The distressed middle class makes me think of two Barbara Ehrenreich books: Nickel and Dimed, about the ridiculous state of the working poor, and Bait and Switch, about the way that corporate America abandons the middle class. A few years back, there was a study out of Princeton University that showed that making $75,000 per year made people happy. But they didn’t get steadily happier the more money they got. That amount of money was a cut off. “Researchers found that lower income did not cause sadness itself but made people feel more ground down by the problems they already had… At $75,000, that effect disappears.”

I think it is all about stress and uncertainty. When you don’t make enough, you don’t know if everything is just going to fall apart because you lose your job. Of course, I think a lot of people making around $75,000 are deluding themselves; things can and do fall apart quickly for them too; but they don’t realize it. So there is an obvious solution: take away the uncertainty. There is no reason why anyone needs to worry that they are one bad boss or recession away from losing their homes and having trouble caring for their children.

There is another aspect of the study that is just as important. This effect does not appear to be happening to Latinos and African Americans. Why? I think we need to look at Richard Wilkinson work on inequality between and within countries. I think the same thing happens inside groups within a country. African Americans and Latinos are very used to their lot in life. They have largely been ghettoized, so they don’t feel the social stigma and stress of not living up to the larger society’s standards.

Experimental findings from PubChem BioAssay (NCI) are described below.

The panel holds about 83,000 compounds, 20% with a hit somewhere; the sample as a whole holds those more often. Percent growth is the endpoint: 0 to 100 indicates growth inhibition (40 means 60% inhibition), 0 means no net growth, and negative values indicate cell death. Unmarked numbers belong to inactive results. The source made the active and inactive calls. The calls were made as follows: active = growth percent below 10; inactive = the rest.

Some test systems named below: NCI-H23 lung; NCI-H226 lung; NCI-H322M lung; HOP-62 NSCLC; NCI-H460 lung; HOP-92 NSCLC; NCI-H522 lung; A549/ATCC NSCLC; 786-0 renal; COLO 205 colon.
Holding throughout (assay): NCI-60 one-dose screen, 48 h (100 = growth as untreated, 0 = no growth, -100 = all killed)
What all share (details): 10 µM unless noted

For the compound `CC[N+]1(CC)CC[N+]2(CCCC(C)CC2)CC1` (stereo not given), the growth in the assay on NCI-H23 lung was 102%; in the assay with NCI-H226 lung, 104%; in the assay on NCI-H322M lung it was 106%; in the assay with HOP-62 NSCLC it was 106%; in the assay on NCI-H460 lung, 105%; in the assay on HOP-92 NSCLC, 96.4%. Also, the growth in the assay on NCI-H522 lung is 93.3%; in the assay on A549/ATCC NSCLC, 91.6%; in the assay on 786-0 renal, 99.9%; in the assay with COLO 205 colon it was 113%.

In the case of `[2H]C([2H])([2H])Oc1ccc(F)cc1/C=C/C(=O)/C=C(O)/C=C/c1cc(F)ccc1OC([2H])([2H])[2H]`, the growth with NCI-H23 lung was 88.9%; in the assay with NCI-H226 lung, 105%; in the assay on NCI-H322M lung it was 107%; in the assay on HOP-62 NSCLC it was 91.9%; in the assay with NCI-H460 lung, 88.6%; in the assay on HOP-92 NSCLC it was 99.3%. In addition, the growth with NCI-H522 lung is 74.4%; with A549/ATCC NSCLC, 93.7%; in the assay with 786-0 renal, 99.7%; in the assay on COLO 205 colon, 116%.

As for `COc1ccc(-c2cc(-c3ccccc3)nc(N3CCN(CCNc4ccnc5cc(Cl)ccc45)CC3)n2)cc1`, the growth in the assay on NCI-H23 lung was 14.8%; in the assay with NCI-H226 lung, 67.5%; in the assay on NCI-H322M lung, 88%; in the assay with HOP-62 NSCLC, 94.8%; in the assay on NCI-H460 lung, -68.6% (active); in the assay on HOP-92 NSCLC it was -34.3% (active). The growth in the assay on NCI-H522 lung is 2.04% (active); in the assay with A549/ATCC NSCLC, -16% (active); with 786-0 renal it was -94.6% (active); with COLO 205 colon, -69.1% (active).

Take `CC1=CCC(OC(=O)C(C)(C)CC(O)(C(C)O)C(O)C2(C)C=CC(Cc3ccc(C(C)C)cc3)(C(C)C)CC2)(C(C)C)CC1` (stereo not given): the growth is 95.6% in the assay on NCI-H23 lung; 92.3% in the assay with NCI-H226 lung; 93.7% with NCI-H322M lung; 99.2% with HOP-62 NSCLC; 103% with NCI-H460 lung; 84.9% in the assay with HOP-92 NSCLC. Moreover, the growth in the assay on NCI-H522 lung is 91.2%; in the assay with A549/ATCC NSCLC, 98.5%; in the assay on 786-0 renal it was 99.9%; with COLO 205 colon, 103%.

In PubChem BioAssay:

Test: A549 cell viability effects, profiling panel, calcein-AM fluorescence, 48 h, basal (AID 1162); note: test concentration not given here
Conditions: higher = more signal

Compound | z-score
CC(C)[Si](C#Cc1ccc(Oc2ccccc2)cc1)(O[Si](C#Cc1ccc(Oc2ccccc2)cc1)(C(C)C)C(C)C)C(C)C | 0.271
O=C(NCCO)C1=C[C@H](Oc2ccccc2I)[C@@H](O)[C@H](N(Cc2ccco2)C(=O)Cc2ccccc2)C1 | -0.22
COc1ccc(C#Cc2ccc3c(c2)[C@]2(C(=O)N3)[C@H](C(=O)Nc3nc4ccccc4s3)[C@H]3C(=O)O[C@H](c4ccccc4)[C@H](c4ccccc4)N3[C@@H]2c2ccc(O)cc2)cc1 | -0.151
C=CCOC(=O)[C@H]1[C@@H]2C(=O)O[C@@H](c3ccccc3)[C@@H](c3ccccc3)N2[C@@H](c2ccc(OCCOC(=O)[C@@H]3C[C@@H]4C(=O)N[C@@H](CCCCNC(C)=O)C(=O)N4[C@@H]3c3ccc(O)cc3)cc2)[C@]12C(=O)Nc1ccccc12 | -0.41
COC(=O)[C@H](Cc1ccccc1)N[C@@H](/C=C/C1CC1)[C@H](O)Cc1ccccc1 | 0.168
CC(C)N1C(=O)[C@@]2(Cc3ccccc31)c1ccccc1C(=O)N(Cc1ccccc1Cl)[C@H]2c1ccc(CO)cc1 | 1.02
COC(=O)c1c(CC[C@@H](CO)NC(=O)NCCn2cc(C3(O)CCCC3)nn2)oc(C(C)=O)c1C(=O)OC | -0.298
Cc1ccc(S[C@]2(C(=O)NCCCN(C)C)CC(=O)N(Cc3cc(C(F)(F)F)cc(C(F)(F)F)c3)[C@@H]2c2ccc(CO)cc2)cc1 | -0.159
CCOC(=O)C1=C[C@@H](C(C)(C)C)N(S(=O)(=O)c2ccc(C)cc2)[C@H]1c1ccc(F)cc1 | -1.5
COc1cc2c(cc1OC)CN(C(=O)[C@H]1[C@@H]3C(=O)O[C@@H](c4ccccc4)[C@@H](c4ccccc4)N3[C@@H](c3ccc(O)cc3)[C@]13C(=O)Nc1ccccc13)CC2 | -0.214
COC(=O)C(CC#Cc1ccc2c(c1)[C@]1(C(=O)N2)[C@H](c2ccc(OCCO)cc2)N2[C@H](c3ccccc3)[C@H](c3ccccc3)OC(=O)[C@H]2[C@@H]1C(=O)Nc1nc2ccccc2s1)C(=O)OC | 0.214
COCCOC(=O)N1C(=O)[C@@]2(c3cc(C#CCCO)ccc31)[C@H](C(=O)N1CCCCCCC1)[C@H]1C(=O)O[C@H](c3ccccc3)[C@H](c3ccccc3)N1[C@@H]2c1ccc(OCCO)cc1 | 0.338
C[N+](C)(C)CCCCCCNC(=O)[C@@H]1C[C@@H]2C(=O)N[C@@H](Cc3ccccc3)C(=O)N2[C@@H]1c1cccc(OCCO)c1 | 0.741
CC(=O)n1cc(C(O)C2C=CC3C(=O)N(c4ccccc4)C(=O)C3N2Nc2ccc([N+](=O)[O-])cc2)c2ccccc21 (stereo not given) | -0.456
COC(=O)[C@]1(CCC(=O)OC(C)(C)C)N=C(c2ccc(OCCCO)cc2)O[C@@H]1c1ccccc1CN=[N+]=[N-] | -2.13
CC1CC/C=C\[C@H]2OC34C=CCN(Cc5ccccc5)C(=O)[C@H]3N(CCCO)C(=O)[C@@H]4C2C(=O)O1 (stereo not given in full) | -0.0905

This isn’t to say that it is good to be an African American or a Latino in this country, because it isn’t. But these groups have developed coping mechanisms that the formerly white middle class has not. (Or in the case of African Americans, their life expectancies have already fallen; they are 3.7 years less than they are for whites.) But the policies that will help whites live longer will help everyone live longer.

I’m not going to go into those policies, however. People who read this blog know well enough what policies I think we need. But in addition to all of these policies, we really need a revolution in the way that we think about the world. Here in the United States, we fetishize work and money. It just isn’t acceptable for someone to choose to be poor so that they can live a different kind of life. And that’s so primarily because the society largely thinks that such people are lying. “Obviously everyone wants to be rich!” And that is pretty much the only purpose that society offers to people. Our society pushes this idea ever harder even while it makes being financially successful ever more difficult. It’s no surprise that people would start popping pills, guzzling booze, and ultimately just killing themselves.